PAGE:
While I'm not saying these are in any way comparable to the scientific rationalism of modern science, I'd suggest we can detect more than slight trace of Europe's Renaissance and Enlightenment in these intellectual development. Except, then Mongols conquered China.

Centuries later when a native regime re-established itself, commercial activity slowly flourished again under an unintentional laissez faire policy that a notoriously lazy emperor allowed to happen. The traditional limitations of movements of people, and laws enforcing the hereditary occupations, fell apart. Commerce flourised and further developments in Neo-Confucianism took place, such as the School of Mind.

It was around this period that what Nathan Sivin had argued to be a "Chinese scientific revolution" occurred. Adopting new ideas from Jesuit missionaries, Chinese scholars began to radically change many methods. And then, the Manchurians conquered China.

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Among other issues, this didn't answer the question. You instead confounded it. –  Razie Mah Jun 14 '14 at 14:55
@RazieMah I pointed out what advantages Europe had and contrasted it with issues China was held by back. What issues exactly are you seeinf with my answer? –  Semaphore Jun 14 '14 at 15:02
I think you need to explain why China isn't meeting those criteria. You also didn't say that it wasn't, so if people don't already know this, it isn't obvious. The confounding part here though is I do think Confucianism is similar to European humanism, but you didn't tell me why its different. You blame the Mongol invasion, but that doesn't make any sense here. –  Razie Mah Jun 14 '14 at 15:08
I've explained why I believe the dogma of revering ancient words was a major impediment. I had thought the effects of a devastating war of conquest and occupation is self-evident. I'm not sure what you're talking about with Confucianism vs humanism, but I've edited in a point about China's relative lack of freedoms. –  Semaphore Jun 14 '14 at 15:37
The Renaissance was a time period of revering ancient texts also. The Mongol invasion was a few decades, in the 13th century and didn't destroy Confucianism. The philosophies of the Renaissance contributed to science because they were humanist, about people rather than other worldly or religious things. Confucianism is also humanist, but its also a code of conduct, so its not as liberating for counter cultural behaviors, which some scientific progress certainly was (for example dissecting bodies). –  Razie Mah Jun 14 '14 at 15:54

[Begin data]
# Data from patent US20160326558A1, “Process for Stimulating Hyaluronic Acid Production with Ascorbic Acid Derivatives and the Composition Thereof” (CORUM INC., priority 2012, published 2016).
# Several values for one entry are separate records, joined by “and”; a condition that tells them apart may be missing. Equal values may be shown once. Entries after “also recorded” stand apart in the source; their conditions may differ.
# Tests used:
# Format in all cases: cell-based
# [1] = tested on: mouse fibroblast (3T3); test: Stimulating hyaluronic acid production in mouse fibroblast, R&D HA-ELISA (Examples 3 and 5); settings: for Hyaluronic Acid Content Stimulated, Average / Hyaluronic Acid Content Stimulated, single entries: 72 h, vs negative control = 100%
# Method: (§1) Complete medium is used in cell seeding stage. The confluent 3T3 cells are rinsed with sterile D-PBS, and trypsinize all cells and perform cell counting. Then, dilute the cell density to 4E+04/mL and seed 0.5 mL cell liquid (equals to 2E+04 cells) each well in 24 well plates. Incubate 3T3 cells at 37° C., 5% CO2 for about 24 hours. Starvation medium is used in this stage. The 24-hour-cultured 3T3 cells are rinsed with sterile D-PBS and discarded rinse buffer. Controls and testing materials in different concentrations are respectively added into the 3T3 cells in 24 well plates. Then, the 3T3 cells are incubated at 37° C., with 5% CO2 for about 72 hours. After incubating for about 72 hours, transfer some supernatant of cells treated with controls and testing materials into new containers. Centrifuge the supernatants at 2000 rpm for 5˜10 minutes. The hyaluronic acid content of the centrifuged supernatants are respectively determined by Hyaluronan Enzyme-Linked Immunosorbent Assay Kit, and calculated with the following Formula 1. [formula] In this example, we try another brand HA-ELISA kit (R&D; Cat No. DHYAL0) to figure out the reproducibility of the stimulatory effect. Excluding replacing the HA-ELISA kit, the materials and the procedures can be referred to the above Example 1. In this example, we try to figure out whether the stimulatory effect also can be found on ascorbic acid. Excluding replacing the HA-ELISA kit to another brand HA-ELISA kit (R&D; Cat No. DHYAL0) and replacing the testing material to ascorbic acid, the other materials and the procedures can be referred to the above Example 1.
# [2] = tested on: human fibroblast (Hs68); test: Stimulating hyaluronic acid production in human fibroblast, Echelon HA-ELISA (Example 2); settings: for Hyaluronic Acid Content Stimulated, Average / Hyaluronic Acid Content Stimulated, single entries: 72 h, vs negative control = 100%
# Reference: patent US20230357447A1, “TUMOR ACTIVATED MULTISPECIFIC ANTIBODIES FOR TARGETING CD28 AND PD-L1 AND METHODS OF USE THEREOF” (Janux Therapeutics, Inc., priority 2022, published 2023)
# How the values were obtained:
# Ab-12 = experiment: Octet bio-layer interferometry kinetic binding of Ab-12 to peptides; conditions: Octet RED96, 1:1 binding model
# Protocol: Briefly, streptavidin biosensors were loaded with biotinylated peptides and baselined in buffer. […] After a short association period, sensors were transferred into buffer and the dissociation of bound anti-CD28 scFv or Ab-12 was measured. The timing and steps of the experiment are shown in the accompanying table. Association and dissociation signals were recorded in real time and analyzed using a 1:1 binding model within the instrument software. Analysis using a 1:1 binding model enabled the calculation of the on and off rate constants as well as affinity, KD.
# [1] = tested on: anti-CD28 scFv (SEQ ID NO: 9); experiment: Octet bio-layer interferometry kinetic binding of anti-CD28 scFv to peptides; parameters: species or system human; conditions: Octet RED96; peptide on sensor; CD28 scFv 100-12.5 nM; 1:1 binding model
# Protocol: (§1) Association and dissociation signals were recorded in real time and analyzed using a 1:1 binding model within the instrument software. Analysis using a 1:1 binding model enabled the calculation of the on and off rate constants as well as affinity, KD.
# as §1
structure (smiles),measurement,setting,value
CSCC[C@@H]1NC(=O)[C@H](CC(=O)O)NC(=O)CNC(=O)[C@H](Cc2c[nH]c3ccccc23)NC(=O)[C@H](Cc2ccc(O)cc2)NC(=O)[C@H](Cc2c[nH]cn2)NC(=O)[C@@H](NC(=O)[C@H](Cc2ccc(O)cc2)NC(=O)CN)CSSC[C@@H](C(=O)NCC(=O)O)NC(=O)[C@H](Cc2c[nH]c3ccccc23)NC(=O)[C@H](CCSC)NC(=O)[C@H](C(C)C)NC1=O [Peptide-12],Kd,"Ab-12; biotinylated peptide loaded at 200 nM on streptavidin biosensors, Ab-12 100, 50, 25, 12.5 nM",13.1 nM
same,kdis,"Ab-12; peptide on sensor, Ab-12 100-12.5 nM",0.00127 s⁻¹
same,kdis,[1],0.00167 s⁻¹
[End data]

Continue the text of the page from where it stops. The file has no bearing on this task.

The Renaissance occurred in Europe from the 14th-17th centuries. The main difference to me compared to Asia is that Western Europe at this time experienced relative peace and government stability after centuries of constant warfare and invasion in the so-called "Dark Ages." Europe did not however experience religious stability, which allowed new secular ideas to flourish. The Black Plague, rumblings of the Reformation and the Aviognon Papacy (anti-pope) occurred in the 14th century all undermined a central religious authority.

Other parts of the world were still experiencing internal warfare and many parts of Asia did not have access to enough outside ideas due to policies of isolationism.

In Asia, the largest powers were China and Japan. In the 13th century Japan and Western Europe repelled invasion by the Mongol Empire, but China was conquered by them until establishment of the Ming Dynasty in the 14th century. The stress of warfare with the Mongols caused the government of Japan to become deeply endebted and it was overthrown, starting a period of internal strife.

Influenced by Confucianism, the Ming Dynasty in China started a long period of isolationism in the 14th century, which hurt its ability to include outside ideas in cultural and technological progress.

Due to the collapse of the Kamakura government, this time period until contact with Europeans in the 16th century in Japan was an Age of Civil Wars. Feudal lords fought to control the Kyoto court. The instability in the country likely contributed to an inability to have a "Renaissance." Japan then entered a period of isolationism in the 17th century.

From 1641 to 1853, the Tokugawa shogunate of Japan enforced a policy which it called kaikin.

Korea was also an important power but it was subjected to constant invasion and wars with the Mongols, China and Japan. It also had a policy of isolationism.

Korea was under Mongolian occupation from 1231 until the early 14th century and was repeatedly ravaged by Chinese (government and rebel) armies. Beginning in 1592, the Japanese warlord, Hideyoshi, launched several military campaigns to take the peninsula. The Choseon Kingdom managed to repel Hideyoshi's armies with the aid of Ming China. However, the experience impelled the Yi court to choose a policy of foreign isolation, with the exception of China. It was this period of isolationism from which Korea earned the name "The Hermit Kingdom" in the 19th century.

Other nations were feudal kingdoms fighting for control of territory, such as Vietnam, Cambodia, Laos, Burma and Thailand and thus did not have the stability yet.

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How are you quantifying this "relative peace"? 14th century Europe does not seem particularly more peaceful based on wikipedia. As for your Asian examples, Japan's Nanboku-chō period started in the 14th century, and its Sakoku Edit was issued in the 16th century. Neither explains why Renaissance was first in Europe when it started, according to this answer, also the 14th century. –  Semaphore Jun 14 '14 at 15:17
@Semaphore There are still wars, but it is nations fighting each other. There is mostly peace within the nations themselves. –  Razie Mah Jun 14 '14 at 15:30
@Semaphore I don't understand the criticism about Japan...since yes, I compared the time periods. Do you think it should go earlier in history –  Razie Mah Jun 14 '14 at 15:33
My point (which also applies to Ming China) is that it doesn't make sense to talk about why the Renaissance happened in Europe first by citing things from after that had happened. Also, I feel the distinction you're making about the wars is quite arbitrary. –  Semaphore Jun 14 '14 at 15:46
@Semaphore The wars is a well accepted theory, so we will have to agree to disagree. But yes, I will have to include the time period prior to this. –  Razie Mah Jun 14 '14 at 16:00